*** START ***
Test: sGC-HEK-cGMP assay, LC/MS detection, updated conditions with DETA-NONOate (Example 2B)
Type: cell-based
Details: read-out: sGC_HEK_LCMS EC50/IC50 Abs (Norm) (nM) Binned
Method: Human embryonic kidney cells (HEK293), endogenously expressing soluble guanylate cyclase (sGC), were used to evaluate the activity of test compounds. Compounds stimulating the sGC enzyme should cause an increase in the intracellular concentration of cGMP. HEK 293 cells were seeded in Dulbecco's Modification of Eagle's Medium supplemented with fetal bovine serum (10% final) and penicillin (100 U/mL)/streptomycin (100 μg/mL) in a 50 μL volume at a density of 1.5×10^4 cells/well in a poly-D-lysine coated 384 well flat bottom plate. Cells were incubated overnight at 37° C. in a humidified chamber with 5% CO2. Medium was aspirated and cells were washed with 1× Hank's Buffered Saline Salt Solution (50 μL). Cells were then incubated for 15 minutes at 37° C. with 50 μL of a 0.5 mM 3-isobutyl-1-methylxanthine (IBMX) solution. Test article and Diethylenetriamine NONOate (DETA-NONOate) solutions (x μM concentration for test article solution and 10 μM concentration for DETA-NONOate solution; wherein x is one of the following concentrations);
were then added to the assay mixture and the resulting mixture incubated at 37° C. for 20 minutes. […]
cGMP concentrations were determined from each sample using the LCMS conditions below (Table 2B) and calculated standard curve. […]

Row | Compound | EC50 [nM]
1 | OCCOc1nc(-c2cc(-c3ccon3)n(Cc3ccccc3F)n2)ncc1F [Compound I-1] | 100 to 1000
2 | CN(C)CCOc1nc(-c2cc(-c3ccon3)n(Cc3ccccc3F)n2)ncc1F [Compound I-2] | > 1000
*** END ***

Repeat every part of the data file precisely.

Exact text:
Test: sGC-HEK-cGMP assay, LC/MS detection, updated conditions with DETA-NONOate (Example 2B)
Type: cell-based
Details: read-out: sGC_HEK_LCMS EC50/IC50 Abs (Norm) (nM) Binned
Method: Human embryonic kidney cells (HEK293), endogenously expressing soluble guanylate cyclase (sGC), were used to evaluate the activity of test compounds. Compounds stimulating the sGC enzyme should cause an increase in the intracellular concentration of cGMP. HEK 293 cells were seeded in Dulbecco's Modification of Eagle's Medium supplemented with fetal bovine serum (10% final) and penicillin (100 U/mL)/streptomycin (100 μg/mL) in a 50 μL volume at a density of 1.5×10^4 cells/well in a poly-D-lysine coated 384 well flat bottom plate. Cells were incubated overnight at 37° C. in a humidified chamber with 5% CO2. Medium was aspirated and cells were washed with 1× Hank's Buffered Saline Salt Solution (50 μL). Cells were then incubated for 15 minutes at 37° C. with 50 μL of a 0.5 mM 3-isobutyl-1-methylxanthine (IBMX) solution. Test article and Diethylenetriamine NONOate (DETA-NONOate) solutions (x μM concentration for test article solution and 10 μM concentration for DETA-NONOate solution; wherein x is one of the following concentrations);
were then added to the assay mixture and the resulting mixture incubated at 37° C. for 20 minutes. […]
cGMP concentrations were determined from each sample using the LCMS conditions below (Table 2B) and calculated standard curve. […]

Row | Compound | EC50 [nM]
1 | OCCOc1nc(-c2cc(-c3ccon3)n(Cc3ccccc3F)n2)ncc1F [Compound I-1] | 100 to 1000
2 | CN(C)CCOc1nc(-c2cc(-c3ccon3)n(Cc3ccccc3F)n2)ncc1F [Compound I-2] | > 1000